The camera pans across a bunch of crazy-looking dead animals on ice; the chefs start grabbing ‘em. Danyele doesn’t even know what kind of fish she’s grabbing! All she knows is: It’s fish-grabbin’ time!
Then the gang goes to a place called Olive 8, which sounds like a sexy robot superspy but is actually a hotel. They proceed to drink and chat and get to know each other. Jeffrey talks about coming out to his family and his relationship with his fiancé Jim. The new crop of chefs ask Josie, “Why are you here again?” with unconcealed contempt. She says she wants to win as the “global soul chef.” She adds, cryptically: “Ride on and rock on, rock stars.”
Next stop? The Space Needle, one of the most important needles in the Pacific Northwest. The teams — two at a time — must prepare their dishes before the Needle completes a full rotation. It’s like something out of Dr. No.
John, Sheldon, and Kuniko (Blue Team) set to work with some big-ass fish. Kuniko wants to cook it in chile oil. She then burns the chile oil, which she blames on the fact that she “never stops thinking and loses focus.” I don’t know much about cooking, but this seems like a really dangerous quality for a chef who works with hot oil. My understanding is that hot oil needs to be treated with a little more respect and caution then, say, tap water. It’s why we don’t wash our faces with it.
Would you like poached salmon with seasonal vegetables, which sounds like normal human food? Then you’d like Lizzie, Carla, and Chrissy (Orange Team), because that’s literally what they’re making. Carla, of course, is also making a huge spectacle of herself. She sounds like a recording of a carnival barker being played backwards.
Blue Team presents their chile-oil-poached cod with dashi and spot-prawn shabu shabu. If I only had these words to go on, I wouldn’t be able to tell you what the dish looked like. “Shabu shabu” brings exactly nothing to mind for me. So my hosts patiently explain what the hell all this stuff is using other, slightly less inscrutable cooking words. The judges are relieved that the chile isn’t too overwhelming. Shabu shabu. Redrum. Namaste.
Orange Team’s poached salmon with seasonal vegetables and beurre blanc (a.k.a. butter sauce) is well received. Tom Douglas says the salmon is “right on the money.”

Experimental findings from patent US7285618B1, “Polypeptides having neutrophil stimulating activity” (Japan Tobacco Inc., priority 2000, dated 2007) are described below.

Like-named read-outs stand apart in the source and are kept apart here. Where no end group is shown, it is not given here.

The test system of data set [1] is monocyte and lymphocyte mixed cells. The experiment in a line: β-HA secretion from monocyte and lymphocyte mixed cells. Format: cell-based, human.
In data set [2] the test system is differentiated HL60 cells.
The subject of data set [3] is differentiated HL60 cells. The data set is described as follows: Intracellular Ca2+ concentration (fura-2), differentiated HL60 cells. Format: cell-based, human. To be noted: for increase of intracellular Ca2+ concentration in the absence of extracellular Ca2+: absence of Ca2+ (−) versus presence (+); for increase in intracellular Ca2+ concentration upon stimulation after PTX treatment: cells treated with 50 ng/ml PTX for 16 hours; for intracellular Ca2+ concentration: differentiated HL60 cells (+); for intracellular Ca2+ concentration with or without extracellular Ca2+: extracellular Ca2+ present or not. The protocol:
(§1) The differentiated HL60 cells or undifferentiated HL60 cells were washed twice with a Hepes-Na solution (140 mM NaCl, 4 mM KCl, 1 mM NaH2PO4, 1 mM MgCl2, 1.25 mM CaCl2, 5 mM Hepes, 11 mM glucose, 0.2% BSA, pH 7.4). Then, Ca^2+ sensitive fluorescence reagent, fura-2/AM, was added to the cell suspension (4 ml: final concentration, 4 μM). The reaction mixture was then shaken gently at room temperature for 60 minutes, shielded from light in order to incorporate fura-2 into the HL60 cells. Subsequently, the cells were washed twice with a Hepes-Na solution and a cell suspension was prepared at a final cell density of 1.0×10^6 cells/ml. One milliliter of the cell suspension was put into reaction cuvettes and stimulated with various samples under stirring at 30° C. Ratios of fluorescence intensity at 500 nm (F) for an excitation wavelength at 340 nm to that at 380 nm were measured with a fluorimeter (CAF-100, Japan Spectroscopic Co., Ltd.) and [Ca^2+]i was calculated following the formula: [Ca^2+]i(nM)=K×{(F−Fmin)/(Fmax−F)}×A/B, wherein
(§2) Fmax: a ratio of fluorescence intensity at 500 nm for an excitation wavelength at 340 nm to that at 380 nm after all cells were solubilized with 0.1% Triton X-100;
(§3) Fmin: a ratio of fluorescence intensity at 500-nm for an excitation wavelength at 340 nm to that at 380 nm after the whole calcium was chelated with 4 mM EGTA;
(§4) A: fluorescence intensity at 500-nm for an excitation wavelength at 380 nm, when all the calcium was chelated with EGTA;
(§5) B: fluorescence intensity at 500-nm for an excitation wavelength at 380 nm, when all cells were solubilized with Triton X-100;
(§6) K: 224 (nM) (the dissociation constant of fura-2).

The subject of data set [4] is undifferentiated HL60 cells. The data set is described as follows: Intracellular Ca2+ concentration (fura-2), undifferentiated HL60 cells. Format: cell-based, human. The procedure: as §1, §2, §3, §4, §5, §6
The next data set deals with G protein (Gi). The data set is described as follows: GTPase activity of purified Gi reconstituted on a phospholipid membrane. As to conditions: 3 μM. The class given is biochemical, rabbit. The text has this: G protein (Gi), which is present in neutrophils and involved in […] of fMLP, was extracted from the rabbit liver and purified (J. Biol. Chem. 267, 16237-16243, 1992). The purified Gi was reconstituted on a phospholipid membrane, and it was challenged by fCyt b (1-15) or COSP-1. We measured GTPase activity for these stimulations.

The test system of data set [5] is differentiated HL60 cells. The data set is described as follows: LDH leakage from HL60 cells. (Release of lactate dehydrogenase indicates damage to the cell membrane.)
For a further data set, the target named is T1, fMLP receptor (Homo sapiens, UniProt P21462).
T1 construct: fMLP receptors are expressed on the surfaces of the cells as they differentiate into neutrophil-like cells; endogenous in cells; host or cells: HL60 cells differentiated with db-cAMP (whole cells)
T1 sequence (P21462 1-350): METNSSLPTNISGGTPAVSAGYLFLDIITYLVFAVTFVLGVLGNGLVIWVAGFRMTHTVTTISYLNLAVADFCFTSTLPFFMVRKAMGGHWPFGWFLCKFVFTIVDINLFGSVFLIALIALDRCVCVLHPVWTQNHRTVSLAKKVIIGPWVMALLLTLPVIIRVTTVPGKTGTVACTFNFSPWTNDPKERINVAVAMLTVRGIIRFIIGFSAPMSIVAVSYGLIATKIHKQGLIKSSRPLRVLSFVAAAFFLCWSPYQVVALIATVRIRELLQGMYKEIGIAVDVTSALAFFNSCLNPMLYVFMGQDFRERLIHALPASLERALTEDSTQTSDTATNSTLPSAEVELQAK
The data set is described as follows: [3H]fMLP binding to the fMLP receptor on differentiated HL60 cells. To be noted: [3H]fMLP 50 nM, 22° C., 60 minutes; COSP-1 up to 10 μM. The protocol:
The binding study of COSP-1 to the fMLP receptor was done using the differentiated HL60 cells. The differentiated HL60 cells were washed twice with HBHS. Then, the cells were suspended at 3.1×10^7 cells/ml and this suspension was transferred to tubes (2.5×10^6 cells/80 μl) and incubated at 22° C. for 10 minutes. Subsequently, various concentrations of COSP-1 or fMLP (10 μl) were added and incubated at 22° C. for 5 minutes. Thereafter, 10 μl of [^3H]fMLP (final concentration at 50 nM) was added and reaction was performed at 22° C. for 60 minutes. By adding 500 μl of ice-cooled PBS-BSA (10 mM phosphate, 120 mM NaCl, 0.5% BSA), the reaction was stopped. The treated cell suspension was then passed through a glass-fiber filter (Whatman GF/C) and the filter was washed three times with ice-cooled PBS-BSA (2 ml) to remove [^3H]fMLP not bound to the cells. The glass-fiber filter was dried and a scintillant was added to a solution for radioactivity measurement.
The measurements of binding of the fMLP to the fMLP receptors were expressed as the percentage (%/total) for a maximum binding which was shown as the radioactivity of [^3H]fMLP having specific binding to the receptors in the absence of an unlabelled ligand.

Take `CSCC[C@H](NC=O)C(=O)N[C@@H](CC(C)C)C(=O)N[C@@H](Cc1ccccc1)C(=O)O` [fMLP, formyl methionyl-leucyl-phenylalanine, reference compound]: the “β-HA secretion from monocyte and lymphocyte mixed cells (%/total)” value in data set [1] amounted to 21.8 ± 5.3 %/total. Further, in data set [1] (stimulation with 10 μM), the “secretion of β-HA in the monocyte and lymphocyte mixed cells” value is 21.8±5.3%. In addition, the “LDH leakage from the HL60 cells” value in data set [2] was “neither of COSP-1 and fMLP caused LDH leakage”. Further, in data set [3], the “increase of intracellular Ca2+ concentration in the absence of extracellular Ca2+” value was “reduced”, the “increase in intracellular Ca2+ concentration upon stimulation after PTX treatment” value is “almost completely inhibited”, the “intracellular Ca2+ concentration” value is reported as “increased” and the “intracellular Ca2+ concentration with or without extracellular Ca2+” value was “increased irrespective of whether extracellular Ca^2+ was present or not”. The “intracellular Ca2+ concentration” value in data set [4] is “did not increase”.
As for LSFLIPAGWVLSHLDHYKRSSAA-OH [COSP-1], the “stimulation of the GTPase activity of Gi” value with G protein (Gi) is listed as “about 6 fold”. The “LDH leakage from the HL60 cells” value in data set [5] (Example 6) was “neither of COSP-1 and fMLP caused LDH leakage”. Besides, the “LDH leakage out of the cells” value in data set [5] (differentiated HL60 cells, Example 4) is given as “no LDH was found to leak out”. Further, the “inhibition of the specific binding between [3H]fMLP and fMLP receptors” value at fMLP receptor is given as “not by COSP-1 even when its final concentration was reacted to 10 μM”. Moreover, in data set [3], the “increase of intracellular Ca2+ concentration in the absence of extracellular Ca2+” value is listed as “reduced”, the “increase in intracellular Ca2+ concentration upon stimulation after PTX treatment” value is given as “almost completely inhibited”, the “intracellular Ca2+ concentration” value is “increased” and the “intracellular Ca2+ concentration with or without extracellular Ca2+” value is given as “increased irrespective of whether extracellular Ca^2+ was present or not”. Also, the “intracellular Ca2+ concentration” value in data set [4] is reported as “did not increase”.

Tom Colicchio is stunned by how good the dishes are. This might be the best season of Top Chef we’ve ever seen!
Back in the kitchen, Carla proceeds to cut the shit out her hand. This might be the best season of Top Chef we’ve ever seen!
Brooke, Bart, and Jeffrey make halibut. That fish is huge! Brooke is afraid it’s overcooked; she’s also afraid she’ll vomit on the judges, as she can’t handle heights and the Space Needle is rather high. Padma compares her halibut to a hockey puck — and not in a good way.
The alums (Grey Team) decided to change their dish at the last minute: They’re making quail breasts with confit spot prawn, cherries, and porcini. Josie thinks the cherry element stinks. I think Stefan’s joke about touching “tiny breasts” stinks. Tom says the quail is overcooked, and Emeril thinks the prawn is overcooked. Maybe the Space Needle’s high altitude is causing things to cook faster than they would at sea level? (This is my theory, mind you — the judges are too dumb to consider it.)
As the Needle begins its third rotation, Yellow Team swings into action with their mysterious whitefish, which they finally identify as cod. They transform this floppy, wet leviathan into something called “pan-roasted cod with mushrooms, fava beans, picked green apple and garlic scape pistou.” Tom Douglas wants more pistou. He pronounces it “pea stew,” which, delightfully, is correct.
Green Team is searing salmon with seasonal vegetables and butter sauce. This sounds a lot like Orange Team’s dish, right? Or am I losing my mind? Tom says they’re “essentially the same dish.” I’m not losing my mind! Meanwhile Gail announces “the texture of the spot prawn is lost,” and just like that I’m losing my mind again.
The judges have sampled all the teams’ dishes. It’s time for an interrogation. Padma calls for the Blue Team: John, Sheldon, and Kuniko. They win with the best dish of the day. Emeril asks who suggested using chile oil? Kuniko admits it was her. Emeril loved it! Tom Douglas says the dish was the “essence of Seattle” — “It was grey, drizzly, and made me want to kill myself.” (JOKE.) Kuniko, our chile-oil idiot savant, wins for the week! In a cutaway, she basically admits she’s a silent assassin.
Red Team and Grey Team are called in. There are a lot of crazy zooms and camera wipes and my tension is ratcheted towards the apocalyptic. Emeril, stone-faced, smirkless, wants to know who cooked the quail. Stefan admits he overcooked it: “I am so sorry,” he says.
Meanwhile, Bart looks so surprised to be standing in front of the judges, Tom accuses him of looking pissed. Brooke admits she’s a rustic cook, whereas Bart likes to go all crazy with his cooking, as is the tradition in the oft-conquered, traumatized Belgium. Perhaps this contrast in styles led to their being judged poorly? Actually, no, the big problem was that the fish was seared on both sides but the center was dry.
“Conceptually, they were both good dishes,” says Tom. Jeffrey is nevertheless sent home for overcooking the fish because this show ain’t called Top Concept, it’s called Top Chef. Theory must bow to praxis in the simmering hot oil of execution.
David Rees is an artisanal pencil sharpener.